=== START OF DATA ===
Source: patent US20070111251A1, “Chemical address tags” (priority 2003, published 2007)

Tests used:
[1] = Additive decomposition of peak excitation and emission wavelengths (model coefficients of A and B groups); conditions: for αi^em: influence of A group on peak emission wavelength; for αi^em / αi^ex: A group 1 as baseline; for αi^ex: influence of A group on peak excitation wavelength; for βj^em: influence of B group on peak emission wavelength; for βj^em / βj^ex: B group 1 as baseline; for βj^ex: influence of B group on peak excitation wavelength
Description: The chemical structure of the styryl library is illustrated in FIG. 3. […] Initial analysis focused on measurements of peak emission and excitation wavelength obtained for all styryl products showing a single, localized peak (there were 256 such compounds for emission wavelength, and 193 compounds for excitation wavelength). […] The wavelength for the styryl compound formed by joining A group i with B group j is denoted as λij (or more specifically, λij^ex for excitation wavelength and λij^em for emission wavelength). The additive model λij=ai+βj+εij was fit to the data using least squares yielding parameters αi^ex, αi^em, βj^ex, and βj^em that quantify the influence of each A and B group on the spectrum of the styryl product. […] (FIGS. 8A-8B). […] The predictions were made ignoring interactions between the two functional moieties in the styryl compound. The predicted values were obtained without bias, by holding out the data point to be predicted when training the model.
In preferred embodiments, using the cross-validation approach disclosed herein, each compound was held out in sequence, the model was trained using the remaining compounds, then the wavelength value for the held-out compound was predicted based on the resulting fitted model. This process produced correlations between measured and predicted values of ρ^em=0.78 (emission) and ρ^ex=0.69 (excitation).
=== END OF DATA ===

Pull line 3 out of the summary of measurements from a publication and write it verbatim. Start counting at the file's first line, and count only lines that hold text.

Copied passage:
[1] = Additive decomposition of peak excitation and emission wavelengths (model coefficients of A and B groups); conditions: for αi^em: influence of A group on peak emission wavelength; for αi^em / αi^ex: A group 1 as baseline; for αi^ex: influence of A group on peak excitation wavelength; for βj^em: influence of B group on peak emission wavelength; for βj^em / βj^ex: B group 1 as baseline; for βj^ex: influence of B group on peak excitation wavelength